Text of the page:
TheNY Times’s Nicholas Ouroussoff unpacks the Miami Museum of Art and asks the eternal question: why can’t anyone design a great museum?
The team’s recently unveiled design for the Miami Art Museum is likely to ignite the debate all over again. Some architects no doubt will snipe that it looks too safe, an insult in design circles, as if Mr. Herzog and Mr. de Meuron were inspired by a fear of inciting yet more art world ire. On a breathtaking site overlooking Biscayne Bay, its boxy exterior, surrounded by slim 50-foot columns and capped by a vast flat roof, it could even be momentarily confused with 1960s-era performing arts developments like the Kennedy Center.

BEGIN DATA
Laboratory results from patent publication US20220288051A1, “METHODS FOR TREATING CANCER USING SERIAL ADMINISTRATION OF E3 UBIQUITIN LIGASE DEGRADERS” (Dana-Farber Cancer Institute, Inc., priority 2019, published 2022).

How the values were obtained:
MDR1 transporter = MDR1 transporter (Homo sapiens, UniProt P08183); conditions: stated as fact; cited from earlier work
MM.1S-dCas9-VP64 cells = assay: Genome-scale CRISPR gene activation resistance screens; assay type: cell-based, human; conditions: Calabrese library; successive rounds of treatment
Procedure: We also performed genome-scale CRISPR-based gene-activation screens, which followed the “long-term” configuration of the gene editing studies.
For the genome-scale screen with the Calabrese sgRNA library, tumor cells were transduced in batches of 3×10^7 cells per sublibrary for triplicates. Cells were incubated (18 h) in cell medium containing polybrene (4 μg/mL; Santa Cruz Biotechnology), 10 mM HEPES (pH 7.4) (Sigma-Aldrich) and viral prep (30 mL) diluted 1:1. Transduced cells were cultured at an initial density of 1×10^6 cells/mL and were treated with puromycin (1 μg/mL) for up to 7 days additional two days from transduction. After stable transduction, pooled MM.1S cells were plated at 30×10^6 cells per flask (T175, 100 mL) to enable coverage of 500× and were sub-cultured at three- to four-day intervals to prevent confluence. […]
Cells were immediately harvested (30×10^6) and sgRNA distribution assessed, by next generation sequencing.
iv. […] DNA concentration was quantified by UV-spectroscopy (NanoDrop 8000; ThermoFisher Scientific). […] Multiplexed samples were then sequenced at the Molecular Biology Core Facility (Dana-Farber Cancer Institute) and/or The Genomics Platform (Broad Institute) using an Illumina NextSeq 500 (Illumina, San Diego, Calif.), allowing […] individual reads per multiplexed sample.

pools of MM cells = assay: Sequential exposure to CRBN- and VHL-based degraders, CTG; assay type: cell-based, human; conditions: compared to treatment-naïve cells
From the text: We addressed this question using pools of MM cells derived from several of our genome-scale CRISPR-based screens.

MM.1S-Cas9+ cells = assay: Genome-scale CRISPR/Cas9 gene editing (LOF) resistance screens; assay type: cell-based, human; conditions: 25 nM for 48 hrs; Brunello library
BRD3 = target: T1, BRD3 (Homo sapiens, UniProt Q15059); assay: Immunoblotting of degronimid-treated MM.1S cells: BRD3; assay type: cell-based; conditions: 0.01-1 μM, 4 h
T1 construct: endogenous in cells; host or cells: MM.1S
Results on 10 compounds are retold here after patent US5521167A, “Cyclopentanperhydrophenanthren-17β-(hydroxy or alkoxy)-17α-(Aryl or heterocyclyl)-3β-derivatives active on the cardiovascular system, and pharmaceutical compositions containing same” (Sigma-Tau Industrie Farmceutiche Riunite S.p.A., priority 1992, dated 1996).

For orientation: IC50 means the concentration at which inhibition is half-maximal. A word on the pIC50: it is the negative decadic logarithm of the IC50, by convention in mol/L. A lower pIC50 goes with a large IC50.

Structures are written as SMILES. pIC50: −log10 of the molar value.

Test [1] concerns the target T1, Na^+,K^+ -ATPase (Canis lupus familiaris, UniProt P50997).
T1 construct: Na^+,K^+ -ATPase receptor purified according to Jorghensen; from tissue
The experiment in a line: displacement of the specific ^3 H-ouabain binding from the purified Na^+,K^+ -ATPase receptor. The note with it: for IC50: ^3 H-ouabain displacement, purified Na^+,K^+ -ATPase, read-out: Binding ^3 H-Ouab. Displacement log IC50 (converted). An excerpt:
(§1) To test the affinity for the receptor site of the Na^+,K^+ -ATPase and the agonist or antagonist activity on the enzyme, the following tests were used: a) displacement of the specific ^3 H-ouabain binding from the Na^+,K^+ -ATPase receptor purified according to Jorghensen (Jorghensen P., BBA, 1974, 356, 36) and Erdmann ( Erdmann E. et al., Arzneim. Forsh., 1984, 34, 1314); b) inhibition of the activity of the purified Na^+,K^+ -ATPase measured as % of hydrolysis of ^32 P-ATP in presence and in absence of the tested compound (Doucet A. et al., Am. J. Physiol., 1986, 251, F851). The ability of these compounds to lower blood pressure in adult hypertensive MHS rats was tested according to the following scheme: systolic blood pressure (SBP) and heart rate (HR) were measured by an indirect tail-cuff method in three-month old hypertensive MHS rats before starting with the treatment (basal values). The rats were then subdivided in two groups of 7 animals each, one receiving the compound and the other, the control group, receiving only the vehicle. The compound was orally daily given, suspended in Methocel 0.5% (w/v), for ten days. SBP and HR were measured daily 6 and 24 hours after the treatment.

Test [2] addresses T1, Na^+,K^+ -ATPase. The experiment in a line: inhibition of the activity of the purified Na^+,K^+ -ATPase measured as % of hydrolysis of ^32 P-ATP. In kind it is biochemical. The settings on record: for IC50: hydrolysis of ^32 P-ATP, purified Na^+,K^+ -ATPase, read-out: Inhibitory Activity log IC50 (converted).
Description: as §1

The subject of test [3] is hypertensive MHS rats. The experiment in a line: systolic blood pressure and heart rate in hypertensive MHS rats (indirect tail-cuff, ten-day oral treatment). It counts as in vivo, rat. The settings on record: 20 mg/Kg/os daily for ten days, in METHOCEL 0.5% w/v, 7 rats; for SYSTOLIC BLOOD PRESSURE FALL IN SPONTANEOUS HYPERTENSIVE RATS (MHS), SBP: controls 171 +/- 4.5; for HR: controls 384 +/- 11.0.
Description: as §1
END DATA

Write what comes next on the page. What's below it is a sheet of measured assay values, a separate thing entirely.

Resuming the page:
But the design for the Miami Art Museum is not a regurgitation of outmoded historical forms. Instead it breaks those forms apart and then pieces them back together to create something wholly new. It’s as if the architects had stepped back to contemplate the long arc of museum designs — including their own — before moving forward again along the evolutionary chain.
Matching Architecture to the Art in the New Miami Museum (New York Times)